Article

Literacy Development in Childhood, Adolescence, and Young Adulthood in Persons with Down Syndrome

Elizabeth Kay-Raining Bird and Robin S. Chapman

in The Oxford Handbook of Intellectual Disability and Development

Published in print August 2011 | ISBN: 9780195305012
Published online September 2012 | | DOI: http://dx.doi.org/10.1093/oxfordhb/9780195305012.013.0013

Series: Oxford Library of Psychology

 Literacy Development in Childhood, Adolescence, and Young Adulthood in Persons with Down Syndrome

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Literacy enriches and expands opportunities for participation in activities in the home, school, work and community. There are many economic, social, and cultural benefits to being literate (Robinson-Pant, 2005). For example, individuals with more advanced literacy skills are more frequently employed, earn higher wages, and are more likely to be promoted (Johnson, 2000). Furthermore, they tend to have increased self-esteem, greater empowerment, and expanded recreational opportunities. Becoming literate presumably has the same advantages for individuals with Down syndrome (DS) as it would for any other person in a literate society. With changing policies and demographics, the literacy potential of individuals with DS is only now becoming understood and may well be underestimated in the early literature in this area. In this chapter, we review the literature on the literacy abilities of individuals with DS and make recommendations for future research.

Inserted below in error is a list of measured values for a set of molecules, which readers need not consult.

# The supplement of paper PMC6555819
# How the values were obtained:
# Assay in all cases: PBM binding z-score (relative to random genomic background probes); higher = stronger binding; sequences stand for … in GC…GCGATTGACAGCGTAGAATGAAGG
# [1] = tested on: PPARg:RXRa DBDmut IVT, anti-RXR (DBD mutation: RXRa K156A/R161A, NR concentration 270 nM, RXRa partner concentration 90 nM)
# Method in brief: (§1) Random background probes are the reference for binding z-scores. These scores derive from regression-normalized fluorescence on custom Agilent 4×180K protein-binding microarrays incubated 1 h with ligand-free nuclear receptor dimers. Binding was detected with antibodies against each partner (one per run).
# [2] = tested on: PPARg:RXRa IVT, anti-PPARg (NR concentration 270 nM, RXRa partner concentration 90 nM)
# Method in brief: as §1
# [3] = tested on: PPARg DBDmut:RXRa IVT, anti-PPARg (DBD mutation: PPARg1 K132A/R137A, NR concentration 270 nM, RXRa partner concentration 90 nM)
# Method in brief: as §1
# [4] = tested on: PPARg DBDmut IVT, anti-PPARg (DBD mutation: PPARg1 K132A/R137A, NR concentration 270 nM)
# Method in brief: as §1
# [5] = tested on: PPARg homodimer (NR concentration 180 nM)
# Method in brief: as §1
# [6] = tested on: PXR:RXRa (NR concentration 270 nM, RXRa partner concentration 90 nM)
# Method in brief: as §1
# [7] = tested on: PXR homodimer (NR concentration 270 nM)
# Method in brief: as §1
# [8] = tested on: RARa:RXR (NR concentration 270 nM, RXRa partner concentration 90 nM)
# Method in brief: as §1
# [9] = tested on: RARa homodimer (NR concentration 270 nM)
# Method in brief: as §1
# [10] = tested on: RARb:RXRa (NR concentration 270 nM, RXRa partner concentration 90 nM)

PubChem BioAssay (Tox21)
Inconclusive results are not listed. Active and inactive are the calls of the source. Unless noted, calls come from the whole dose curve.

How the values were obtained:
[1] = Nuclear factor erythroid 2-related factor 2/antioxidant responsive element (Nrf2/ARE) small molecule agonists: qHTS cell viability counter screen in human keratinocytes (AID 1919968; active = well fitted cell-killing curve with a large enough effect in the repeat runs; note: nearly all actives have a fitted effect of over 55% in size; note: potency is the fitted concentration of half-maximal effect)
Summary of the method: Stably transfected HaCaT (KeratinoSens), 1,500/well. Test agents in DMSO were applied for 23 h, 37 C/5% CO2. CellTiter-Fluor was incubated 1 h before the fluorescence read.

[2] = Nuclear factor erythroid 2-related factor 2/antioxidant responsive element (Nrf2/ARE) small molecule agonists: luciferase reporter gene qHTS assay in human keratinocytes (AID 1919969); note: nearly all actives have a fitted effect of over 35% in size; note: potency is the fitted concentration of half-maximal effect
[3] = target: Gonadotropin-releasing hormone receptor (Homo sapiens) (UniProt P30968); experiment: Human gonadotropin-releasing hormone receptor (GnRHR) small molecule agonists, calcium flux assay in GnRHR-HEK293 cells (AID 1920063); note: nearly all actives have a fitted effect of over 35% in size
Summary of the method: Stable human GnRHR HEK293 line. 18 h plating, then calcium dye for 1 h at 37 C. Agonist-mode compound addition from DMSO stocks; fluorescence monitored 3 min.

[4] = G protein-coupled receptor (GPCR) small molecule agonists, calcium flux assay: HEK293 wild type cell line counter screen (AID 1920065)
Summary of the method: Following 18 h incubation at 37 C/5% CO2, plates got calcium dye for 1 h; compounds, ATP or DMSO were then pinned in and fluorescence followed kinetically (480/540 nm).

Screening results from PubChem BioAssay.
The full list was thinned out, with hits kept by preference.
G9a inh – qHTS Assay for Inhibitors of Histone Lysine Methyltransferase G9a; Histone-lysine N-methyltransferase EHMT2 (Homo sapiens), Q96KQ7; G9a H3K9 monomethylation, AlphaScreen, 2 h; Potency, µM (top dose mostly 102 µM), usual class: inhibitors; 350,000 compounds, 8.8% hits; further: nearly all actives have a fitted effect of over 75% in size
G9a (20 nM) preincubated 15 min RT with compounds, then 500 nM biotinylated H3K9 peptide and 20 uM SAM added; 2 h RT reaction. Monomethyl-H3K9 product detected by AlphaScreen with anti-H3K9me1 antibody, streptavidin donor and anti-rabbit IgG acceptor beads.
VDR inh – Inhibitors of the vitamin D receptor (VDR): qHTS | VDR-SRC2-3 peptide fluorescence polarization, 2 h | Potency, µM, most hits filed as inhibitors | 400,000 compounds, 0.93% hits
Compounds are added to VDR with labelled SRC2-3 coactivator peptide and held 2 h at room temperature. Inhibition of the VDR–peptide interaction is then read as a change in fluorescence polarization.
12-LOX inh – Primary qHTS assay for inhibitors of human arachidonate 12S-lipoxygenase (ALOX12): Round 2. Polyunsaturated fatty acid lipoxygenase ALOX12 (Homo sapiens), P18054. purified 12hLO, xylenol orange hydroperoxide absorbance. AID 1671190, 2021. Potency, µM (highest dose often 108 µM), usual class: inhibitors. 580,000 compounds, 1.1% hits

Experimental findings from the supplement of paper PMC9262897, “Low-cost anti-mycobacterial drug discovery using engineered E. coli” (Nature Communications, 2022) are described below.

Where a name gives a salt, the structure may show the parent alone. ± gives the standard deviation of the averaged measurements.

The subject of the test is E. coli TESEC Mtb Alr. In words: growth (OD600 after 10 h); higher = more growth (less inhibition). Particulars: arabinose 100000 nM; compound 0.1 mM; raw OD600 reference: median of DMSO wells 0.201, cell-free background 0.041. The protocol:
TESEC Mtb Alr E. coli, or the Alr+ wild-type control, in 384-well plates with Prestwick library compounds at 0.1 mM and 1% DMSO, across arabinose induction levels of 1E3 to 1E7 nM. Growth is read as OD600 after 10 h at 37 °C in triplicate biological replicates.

Keywords: Down syndrome; literacy; reading; writing; development

Article.  8954 words. 

Subjects: Psychology ; Developmental Psychology

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